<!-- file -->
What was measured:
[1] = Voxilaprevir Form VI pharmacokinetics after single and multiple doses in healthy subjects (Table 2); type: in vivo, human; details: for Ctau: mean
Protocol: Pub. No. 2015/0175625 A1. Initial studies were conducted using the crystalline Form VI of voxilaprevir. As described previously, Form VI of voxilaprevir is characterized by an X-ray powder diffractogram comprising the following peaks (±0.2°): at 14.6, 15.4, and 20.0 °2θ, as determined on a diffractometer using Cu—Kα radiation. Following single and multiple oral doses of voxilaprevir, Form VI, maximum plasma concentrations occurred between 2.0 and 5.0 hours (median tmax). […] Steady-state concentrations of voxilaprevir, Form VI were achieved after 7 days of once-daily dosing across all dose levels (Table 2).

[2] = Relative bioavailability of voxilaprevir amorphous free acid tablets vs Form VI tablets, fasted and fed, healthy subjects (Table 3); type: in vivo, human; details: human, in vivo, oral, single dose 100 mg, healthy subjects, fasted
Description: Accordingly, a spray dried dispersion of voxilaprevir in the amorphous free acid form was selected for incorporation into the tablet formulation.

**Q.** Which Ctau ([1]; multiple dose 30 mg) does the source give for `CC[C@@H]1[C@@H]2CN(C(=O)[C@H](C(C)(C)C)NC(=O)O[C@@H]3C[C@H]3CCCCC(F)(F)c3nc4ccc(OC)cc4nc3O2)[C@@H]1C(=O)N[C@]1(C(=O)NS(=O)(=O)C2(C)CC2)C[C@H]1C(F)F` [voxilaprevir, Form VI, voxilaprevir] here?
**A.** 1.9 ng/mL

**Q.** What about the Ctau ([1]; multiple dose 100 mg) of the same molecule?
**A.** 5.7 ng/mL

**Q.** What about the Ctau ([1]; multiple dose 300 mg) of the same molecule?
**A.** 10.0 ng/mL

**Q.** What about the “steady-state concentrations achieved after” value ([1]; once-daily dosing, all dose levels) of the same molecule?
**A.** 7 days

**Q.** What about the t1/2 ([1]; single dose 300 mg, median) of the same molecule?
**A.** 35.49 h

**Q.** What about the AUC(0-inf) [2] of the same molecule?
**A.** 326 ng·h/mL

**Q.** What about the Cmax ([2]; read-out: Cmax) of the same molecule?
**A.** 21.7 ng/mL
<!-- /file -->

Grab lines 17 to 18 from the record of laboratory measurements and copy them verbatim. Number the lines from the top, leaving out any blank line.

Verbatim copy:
**A.** 326 ng·h/mL

**Q.** What about the Cmax ([2]; read-out: Cmax) of the same molecule?